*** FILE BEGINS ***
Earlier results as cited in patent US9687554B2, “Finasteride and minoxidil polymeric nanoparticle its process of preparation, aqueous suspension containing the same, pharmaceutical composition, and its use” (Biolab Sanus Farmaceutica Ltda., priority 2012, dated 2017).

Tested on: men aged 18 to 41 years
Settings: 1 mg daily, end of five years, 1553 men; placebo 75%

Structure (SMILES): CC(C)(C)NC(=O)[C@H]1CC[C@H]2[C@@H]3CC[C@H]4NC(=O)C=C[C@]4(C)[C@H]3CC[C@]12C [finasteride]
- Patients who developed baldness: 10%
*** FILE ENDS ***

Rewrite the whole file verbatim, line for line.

Earlier results as cited in patent US9687554B2, “Finasteride and minoxidil polymeric nanoparticle its process of preparation, aqueous suspension containing the same, pharmaceutical composition, and its use” (Biolab Sanus Farmaceutica Ltda., priority 2012, dated 2017).

Tested on: men aged 18 to 41 years
Settings: 1 mg daily, end of five years, 1553 men; placebo 75%

Structure (SMILES): CC(C)(C)NC(=O)[C@H]1CC[C@H]2[C@@H]3CC[C@H]4NC(=O)C=C[C@]4(C)[C@H]3CC[C@]12C [finasteride]
- Patients who developed baldness: 10%